Cool Fact: Our hostel was the old workshop/home of Vincent Van Gogh during his time in Belgium.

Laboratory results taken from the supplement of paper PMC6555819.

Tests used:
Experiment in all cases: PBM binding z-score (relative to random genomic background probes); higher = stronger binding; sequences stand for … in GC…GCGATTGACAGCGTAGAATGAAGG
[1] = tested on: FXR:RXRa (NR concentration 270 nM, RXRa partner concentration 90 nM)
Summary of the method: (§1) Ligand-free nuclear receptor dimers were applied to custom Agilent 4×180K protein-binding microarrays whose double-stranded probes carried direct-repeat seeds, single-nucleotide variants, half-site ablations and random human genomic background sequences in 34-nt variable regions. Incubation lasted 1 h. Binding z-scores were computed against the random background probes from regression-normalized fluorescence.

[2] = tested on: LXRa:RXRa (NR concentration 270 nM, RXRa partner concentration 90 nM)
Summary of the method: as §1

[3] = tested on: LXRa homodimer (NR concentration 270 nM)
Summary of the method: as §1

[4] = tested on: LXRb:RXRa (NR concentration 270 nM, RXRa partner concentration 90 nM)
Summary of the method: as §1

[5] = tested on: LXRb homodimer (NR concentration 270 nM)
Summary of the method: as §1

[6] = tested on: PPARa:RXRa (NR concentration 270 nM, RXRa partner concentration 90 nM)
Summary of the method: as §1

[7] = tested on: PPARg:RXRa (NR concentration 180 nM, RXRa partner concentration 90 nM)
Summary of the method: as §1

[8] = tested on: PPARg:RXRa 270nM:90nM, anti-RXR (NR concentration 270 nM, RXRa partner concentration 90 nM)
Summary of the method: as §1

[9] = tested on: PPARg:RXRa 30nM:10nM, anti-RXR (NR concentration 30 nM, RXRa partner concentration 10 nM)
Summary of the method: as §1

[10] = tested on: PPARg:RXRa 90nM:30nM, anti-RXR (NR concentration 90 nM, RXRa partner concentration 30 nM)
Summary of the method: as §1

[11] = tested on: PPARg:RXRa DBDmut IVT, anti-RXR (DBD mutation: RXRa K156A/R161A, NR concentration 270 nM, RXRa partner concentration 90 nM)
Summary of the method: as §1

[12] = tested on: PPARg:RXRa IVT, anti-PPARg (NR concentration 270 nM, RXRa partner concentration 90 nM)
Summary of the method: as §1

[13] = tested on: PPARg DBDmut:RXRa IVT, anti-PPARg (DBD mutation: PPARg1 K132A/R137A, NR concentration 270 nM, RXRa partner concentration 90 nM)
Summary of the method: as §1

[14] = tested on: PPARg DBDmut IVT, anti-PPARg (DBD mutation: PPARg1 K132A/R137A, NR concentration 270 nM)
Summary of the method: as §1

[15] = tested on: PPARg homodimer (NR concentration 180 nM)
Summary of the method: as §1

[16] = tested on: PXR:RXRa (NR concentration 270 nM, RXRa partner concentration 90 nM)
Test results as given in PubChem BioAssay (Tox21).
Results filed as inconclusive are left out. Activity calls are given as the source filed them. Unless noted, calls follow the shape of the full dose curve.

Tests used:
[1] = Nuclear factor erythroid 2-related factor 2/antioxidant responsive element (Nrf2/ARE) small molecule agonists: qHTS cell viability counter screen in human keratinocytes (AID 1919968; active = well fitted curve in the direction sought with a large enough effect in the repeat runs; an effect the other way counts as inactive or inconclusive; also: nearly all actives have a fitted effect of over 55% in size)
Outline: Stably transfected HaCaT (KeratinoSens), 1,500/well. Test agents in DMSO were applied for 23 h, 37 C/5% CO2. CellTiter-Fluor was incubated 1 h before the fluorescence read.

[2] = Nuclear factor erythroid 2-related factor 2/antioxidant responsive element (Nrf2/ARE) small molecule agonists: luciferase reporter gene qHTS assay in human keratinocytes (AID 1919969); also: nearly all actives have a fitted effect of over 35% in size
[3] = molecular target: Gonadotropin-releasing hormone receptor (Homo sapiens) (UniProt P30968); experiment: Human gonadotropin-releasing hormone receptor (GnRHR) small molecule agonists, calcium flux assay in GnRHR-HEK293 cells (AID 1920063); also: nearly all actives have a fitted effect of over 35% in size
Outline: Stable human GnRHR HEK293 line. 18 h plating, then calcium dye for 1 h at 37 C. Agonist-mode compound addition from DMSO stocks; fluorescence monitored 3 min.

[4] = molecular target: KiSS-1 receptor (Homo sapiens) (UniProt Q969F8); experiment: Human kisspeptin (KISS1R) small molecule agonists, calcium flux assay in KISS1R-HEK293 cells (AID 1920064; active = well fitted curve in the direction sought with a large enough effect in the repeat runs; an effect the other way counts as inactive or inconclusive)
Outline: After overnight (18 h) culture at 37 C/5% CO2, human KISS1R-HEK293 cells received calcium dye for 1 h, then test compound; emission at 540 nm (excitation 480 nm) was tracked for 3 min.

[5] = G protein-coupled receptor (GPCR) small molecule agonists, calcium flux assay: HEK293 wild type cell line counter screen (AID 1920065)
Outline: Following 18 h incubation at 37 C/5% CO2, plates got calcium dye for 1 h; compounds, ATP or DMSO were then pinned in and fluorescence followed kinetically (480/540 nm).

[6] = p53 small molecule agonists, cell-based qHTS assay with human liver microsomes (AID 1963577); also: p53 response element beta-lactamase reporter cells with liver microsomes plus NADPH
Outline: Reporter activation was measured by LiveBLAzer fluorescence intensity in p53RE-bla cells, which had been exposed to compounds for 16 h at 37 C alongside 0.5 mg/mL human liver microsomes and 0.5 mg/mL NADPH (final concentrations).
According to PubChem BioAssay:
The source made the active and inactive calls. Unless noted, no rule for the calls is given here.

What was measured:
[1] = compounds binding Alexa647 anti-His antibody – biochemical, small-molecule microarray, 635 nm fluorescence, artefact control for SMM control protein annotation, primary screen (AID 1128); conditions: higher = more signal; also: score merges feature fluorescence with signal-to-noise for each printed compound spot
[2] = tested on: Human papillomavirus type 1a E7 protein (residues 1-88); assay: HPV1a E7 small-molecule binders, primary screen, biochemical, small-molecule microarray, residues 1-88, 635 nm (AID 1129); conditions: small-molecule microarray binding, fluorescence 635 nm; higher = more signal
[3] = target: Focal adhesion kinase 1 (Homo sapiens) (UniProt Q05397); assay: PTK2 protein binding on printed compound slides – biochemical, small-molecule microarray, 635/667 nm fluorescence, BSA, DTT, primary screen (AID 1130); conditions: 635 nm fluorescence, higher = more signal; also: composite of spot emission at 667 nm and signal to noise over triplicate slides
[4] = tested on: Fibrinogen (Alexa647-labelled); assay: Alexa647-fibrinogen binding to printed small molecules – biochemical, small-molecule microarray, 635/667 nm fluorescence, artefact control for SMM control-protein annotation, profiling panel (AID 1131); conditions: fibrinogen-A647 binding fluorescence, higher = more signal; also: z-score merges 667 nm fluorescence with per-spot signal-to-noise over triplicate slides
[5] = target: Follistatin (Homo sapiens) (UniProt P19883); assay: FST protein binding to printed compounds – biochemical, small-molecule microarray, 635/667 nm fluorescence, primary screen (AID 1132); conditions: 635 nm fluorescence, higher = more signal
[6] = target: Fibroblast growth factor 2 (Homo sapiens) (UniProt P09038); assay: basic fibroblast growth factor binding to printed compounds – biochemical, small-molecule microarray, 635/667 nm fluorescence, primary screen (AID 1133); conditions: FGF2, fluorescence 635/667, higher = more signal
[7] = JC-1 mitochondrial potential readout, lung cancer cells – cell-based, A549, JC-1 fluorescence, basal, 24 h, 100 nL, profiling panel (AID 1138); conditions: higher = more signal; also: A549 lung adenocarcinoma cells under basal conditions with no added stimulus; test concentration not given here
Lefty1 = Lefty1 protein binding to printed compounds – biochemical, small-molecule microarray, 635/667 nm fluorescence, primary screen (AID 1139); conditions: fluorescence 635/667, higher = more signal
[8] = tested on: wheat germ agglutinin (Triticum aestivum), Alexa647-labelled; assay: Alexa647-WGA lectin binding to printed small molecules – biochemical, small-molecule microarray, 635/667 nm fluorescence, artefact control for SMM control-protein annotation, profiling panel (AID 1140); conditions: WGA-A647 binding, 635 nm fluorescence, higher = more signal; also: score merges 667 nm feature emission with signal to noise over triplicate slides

That afternoon we met in the classical town square in the middle of the city for the highlight of our trip, the Belgian Beer Tour! Now there are very few things that Belgium is known for on a national scale. Beer is definitely one of them. Our tour guide, Alberto (http://www.facebook.com/photo.php?fbid=10150578855539185&set=a.10150578821279185.399649.758734184&type=3&theater), was one of the most intelligent, fun-loving people that I’ve ever met. When signing up for this tour we expected to drink, and learn about beer. What we did not expect was to get detailed historical account of the city Brussels AND Belgian national history as we passed all the important landmarks! Our first stop was the world renowned bar, Delirium. Claiming to hold stock to 2,000+ beer, Delirium offers a collection that can be found in no other bar or pub in all the land. It was decorated in true American Picker-style with hundreds of antique beer memorabilia and porcelain signs littering the walls. It reminded me a lot of The Tavern just….a lot nicer and a little more touristy. To the second stop we traveled to the edge of the city and visited famous Cantillon Brewery. This is the oldest, and still operating, brewery in Belgium, still passionately managed by the same family for 4 generations. Narrowly escaping bombing during WWII, the brewery almost resorted to closing its doors forever when business became so slow. Only after adding a museum to the brewery did numbers slowly begin picking up. They let us try a few types of their famous brew. So lets go back and think of your favorite beer. Is it Blue Moon? Maybe Stella Artios? Guinness? Amberbock? If all of these wanna-bes mated and their offspring were gently fed the sweet nectar of Zeus until the age of 6, this would be the delicate, most perfect result. I cannot paint a picture worthy of portraying the grandeur of this flavor so I will move on. The final stop came to a place (I forget the name after many 10-12% beers) where there were no brands. No signs, no labels, nada. This was a true beer-lovers establishment that did not wish to influence you with propaganda or advertisement. Instead, a menu was given to you that had different tastes that were vividly descriptive with an appropriate summary of this mystery beer. Only when you received the beer did they reveal the blind date’s identity. It was a very cool place that ended our fieldtrip in style.